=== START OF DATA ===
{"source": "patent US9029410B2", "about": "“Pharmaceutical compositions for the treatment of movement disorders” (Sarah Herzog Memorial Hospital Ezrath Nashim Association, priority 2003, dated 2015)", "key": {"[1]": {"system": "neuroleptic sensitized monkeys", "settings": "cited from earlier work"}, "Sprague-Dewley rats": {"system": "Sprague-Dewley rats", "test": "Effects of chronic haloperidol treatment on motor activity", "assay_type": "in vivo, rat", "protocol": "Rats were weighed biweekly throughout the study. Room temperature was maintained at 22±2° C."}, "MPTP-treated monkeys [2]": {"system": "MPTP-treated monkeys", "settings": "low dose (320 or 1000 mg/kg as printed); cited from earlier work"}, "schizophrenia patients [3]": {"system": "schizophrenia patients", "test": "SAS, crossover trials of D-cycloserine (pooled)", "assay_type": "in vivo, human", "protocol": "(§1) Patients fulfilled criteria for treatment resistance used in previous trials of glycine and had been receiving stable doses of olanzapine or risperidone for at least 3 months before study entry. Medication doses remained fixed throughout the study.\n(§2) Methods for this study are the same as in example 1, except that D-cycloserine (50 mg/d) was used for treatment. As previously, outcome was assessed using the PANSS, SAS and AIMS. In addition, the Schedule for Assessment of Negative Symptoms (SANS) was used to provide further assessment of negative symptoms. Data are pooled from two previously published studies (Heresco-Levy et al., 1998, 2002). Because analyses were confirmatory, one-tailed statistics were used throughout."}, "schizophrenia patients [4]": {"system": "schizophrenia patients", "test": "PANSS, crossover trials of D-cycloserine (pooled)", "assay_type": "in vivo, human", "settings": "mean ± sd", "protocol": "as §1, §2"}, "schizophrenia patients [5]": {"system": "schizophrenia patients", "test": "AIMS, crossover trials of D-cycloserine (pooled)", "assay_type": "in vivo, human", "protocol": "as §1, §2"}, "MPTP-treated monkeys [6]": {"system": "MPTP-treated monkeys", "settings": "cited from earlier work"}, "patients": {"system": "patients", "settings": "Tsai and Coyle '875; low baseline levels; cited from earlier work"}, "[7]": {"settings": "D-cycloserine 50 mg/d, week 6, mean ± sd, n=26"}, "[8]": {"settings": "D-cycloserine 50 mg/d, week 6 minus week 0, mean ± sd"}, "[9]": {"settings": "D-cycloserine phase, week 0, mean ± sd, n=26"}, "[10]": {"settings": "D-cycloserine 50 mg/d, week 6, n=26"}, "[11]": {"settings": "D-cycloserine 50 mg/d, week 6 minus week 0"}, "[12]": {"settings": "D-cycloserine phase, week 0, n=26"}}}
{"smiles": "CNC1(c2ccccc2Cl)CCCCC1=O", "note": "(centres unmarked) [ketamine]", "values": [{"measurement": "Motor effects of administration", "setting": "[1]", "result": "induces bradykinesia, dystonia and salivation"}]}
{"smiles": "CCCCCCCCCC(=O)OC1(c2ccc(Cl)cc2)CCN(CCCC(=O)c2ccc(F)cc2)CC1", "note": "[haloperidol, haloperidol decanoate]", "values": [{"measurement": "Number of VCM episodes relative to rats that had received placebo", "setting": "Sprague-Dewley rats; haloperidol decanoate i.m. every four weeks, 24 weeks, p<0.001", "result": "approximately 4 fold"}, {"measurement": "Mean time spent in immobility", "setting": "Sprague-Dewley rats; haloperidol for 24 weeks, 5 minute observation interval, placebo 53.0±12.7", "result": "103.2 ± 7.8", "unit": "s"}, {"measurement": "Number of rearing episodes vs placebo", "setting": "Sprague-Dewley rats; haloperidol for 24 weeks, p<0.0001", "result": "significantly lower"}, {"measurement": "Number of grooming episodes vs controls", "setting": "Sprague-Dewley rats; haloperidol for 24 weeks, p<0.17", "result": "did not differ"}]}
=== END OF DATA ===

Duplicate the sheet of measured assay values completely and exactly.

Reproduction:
{"source": "patent US9029410B2", "about": "“Pharmaceutical compositions for the treatment of movement disorders” (Sarah Herzog Memorial Hospital Ezrath Nashim Association, priority 2003, dated 2015)", "key": {"[1]": {"system": "neuroleptic sensitized monkeys", "settings": "cited from earlier work"}, "Sprague-Dewley rats": {"system": "Sprague-Dewley rats", "test": "Effects of chronic haloperidol treatment on motor activity", "assay_type": "in vivo, rat", "protocol": "Rats were weighed biweekly throughout the study. Room temperature was maintained at 22±2° C."}, "MPTP-treated monkeys [2]": {"system": "MPTP-treated monkeys", "settings": "low dose (320 or 1000 mg/kg as printed); cited from earlier work"}, "schizophrenia patients [3]": {"system": "schizophrenia patients", "test": "SAS, crossover trials of D-cycloserine (pooled)", "assay_type": "in vivo, human", "protocol": "(§1) Patients fulfilled criteria for treatment resistance used in previous trials of glycine and had been receiving stable doses of olanzapine or risperidone for at least 3 months before study entry. Medication doses remained fixed throughout the study.\n(§2) Methods for this study are the same as in example 1, except that D-cycloserine (50 mg/d) was used for treatment. As previously, outcome was assessed using the PANSS, SAS and AIMS. In addition, the Schedule for Assessment of Negative Symptoms (SANS) was used to provide further assessment of negative symptoms. Data are pooled from two previously published studies (Heresco-Levy et al., 1998, 2002). Because analyses were confirmatory, one-tailed statistics were used throughout."}, "schizophrenia patients [4]": {"system": "schizophrenia patients", "test": "PANSS, crossover trials of D-cycloserine (pooled)", "assay_type": "in vivo, human", "settings": "mean ± sd", "protocol": "as §1, §2"}, "schizophrenia patients [5]": {"system": "schizophrenia patients", "test": "AIMS, crossover trials of D-cycloserine (pooled)", "assay_type": "in vivo, human", "protocol": "as §1, §2"}, "MPTP-treated monkeys [6]": {"system": "MPTP-treated monkeys", "settings": "cited from earlier work"}, "patients": {"system": "patients", "settings": "Tsai and Coyle '875; low baseline levels; cited from earlier work"}, "[7]": {"settings": "D-cycloserine 50 mg/d, week 6, mean ± sd, n=26"}, "[8]": {"settings": "D-cycloserine 50 mg/d, week 6 minus week 0, mean ± sd"}, "[9]": {"settings": "D-cycloserine phase, week 0, mean ± sd, n=26"}, "[10]": {"settings": "D-cycloserine 50 mg/d, week 6, n=26"}, "[11]": {"settings": "D-cycloserine 50 mg/d, week 6 minus week 0"}, "[12]": {"settings": "D-cycloserine phase, week 0, n=26"}}}
{"smiles": "CNC1(c2ccccc2Cl)CCCCC1=O", "note": "(centres unmarked) [ketamine]", "values": [{"measurement": "Motor effects of administration", "setting": "[1]", "result": "induces bradykinesia, dystonia and salivation"}]}
{"smiles": "CCCCCCCCCC(=O)OC1(c2ccc(Cl)cc2)CCN(CCCC(=O)c2ccc(F)cc2)CC1", "note": "[haloperidol, haloperidol decanoate]", "values": [{"measurement": "Number of VCM episodes relative to rats that had received placebo", "setting": "Sprague-Dewley rats; haloperidol decanoate i.m. every four weeks, 24 weeks, p<0.001", "result": "approximately 4 fold"}, {"measurement": "Mean time spent in immobility", "setting": "Sprague-Dewley rats; haloperidol for 24 weeks, 5 minute observation interval, placebo 53.0±12.7", "result": "103.2 ± 7.8", "unit": "s"}, {"measurement": "Number of rearing episodes vs placebo", "setting": "Sprague-Dewley rats; haloperidol for 24 weeks, p<0.0001", "result": "significantly lower"}, {"measurement": "Number of grooming episodes vs controls", "setting": "Sprague-Dewley rats; haloperidol for 24 weeks, p<0.17", "result": "did not differ"}]}